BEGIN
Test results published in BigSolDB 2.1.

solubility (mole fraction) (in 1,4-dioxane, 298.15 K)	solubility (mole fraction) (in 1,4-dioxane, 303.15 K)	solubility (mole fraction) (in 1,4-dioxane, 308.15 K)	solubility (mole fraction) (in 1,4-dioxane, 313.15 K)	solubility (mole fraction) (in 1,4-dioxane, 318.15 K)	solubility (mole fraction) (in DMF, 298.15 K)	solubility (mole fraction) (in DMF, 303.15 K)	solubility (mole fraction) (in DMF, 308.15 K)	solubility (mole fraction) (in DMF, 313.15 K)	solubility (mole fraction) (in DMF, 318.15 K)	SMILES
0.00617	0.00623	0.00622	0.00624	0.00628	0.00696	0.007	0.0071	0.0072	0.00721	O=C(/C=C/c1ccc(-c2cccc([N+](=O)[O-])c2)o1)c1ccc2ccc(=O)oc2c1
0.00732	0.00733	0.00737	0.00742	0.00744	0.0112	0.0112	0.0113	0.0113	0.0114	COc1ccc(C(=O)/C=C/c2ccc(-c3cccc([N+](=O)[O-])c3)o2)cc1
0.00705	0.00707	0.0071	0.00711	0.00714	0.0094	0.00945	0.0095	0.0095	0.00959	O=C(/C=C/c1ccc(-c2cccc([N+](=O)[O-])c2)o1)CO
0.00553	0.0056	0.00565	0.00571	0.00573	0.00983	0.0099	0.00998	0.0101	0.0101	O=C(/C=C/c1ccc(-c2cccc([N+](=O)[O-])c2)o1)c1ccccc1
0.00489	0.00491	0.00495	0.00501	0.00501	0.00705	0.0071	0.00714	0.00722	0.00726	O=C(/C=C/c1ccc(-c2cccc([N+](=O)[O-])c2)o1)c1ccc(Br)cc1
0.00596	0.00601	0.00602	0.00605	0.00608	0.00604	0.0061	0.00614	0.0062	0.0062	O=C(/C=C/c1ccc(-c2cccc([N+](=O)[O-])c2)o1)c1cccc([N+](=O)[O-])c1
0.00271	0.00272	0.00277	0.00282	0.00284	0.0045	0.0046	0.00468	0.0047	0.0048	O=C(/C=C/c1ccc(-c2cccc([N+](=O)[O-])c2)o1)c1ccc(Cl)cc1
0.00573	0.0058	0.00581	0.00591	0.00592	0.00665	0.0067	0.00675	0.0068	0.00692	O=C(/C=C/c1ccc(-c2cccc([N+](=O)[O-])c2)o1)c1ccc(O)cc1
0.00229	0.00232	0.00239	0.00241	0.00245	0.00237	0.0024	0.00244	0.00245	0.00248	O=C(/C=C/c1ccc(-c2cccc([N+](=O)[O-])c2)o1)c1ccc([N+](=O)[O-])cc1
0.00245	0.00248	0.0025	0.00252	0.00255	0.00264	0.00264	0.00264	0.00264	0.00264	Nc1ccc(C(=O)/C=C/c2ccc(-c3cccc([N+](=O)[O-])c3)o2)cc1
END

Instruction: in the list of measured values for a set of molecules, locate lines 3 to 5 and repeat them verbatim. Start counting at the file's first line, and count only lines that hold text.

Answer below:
0.00617	0.00623	0.00622	0.00624	0.00628	0.00696	0.007	0.0071	0.0072	0.00721	O=C(/C=C/c1ccc(-c2cccc([N+](=O)[O-])c2)o1)c1ccc2ccc(=O)oc2c1
0.00732	0.00733	0.00737	0.00742	0.00744	0.0112	0.0112	0.0113	0.0113	0.0114	COc1ccc(C(=O)/C=C/c2ccc(-c3cccc([N+](=O)[O-])c3)o2)cc1
0.00705	0.00707	0.0071	0.00711	0.00714	0.0094	0.00945	0.0095	0.0095	0.00959	O=C(/C=C/c1ccc(-c2cccc([N+](=O)[O-])c2)o1)CO